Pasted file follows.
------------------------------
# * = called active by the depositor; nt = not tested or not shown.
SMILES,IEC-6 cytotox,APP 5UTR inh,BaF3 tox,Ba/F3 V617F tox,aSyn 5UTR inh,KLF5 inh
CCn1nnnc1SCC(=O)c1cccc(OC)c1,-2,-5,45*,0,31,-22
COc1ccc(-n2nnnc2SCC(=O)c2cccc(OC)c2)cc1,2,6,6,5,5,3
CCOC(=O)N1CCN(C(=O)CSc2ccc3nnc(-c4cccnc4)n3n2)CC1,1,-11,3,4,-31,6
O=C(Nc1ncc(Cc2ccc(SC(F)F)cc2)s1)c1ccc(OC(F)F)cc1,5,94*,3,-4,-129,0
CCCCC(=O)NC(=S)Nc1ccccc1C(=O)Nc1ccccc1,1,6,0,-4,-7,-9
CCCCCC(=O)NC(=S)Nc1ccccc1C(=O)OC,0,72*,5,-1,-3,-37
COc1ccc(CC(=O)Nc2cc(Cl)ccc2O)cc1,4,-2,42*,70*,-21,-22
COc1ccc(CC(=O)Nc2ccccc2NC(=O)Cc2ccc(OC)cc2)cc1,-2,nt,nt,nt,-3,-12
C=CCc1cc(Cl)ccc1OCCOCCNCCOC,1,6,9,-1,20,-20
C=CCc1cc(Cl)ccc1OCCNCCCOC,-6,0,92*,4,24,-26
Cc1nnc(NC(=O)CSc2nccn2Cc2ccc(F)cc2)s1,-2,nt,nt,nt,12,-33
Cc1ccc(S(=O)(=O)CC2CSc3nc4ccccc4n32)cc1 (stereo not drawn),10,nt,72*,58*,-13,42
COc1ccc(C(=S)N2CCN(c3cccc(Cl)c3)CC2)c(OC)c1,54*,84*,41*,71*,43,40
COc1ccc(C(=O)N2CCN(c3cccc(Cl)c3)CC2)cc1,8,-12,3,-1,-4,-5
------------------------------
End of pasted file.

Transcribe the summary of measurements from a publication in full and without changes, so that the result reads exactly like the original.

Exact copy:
# * = called active by the depositor; nt = not tested or not shown.
SMILES,IEC-6 cytotox,APP 5UTR inh,BaF3 tox,Ba/F3 V617F tox,aSyn 5UTR inh,KLF5 inh
CCn1nnnc1SCC(=O)c1cccc(OC)c1,-2,-5,45*,0,31,-22
COc1ccc(-n2nnnc2SCC(=O)c2cccc(OC)c2)cc1,2,6,6,5,5,3
CCOC(=O)N1CCN(C(=O)CSc2ccc3nnc(-c4cccnc4)n3n2)CC1,1,-11,3,4,-31,6
O=C(Nc1ncc(Cc2ccc(SC(F)F)cc2)s1)c1ccc(OC(F)F)cc1,5,94*,3,-4,-129,0
CCCCC(=O)NC(=S)Nc1ccccc1C(=O)Nc1ccccc1,1,6,0,-4,-7,-9
CCCCCC(=O)NC(=S)Nc1ccccc1C(=O)OC,0,72*,5,-1,-3,-37
COc1ccc(CC(=O)Nc2cc(Cl)ccc2O)cc1,4,-2,42*,70*,-21,-22
COc1ccc(CC(=O)Nc2ccccc2NC(=O)Cc2ccc(OC)cc2)cc1,-2,nt,nt,nt,-3,-12
C=CCc1cc(Cl)ccc1OCCOCCNCCOC,1,6,9,-1,20,-20
C=CCc1cc(Cl)ccc1OCCNCCCOC,-6,0,92*,4,24,-26
Cc1nnc(NC(=O)CSc2nccn2Cc2ccc(F)cc2)s1,-2,nt,nt,nt,12,-33
Cc1ccc(S(=O)(=O)CC2CSc3nc4ccccc4n32)cc1 (stereo not drawn),10,nt,72*,58*,-13,42
COc1ccc(C(=S)N2CCN(c3cccc(Cl)c3)CC2)c(OC)c1,54*,84*,41*,71*,43,40
COc1ccc(C(=O)N2CCN(c3cccc(Cl)c3)CC2)cc1,8,-12,3,-1,-4,-5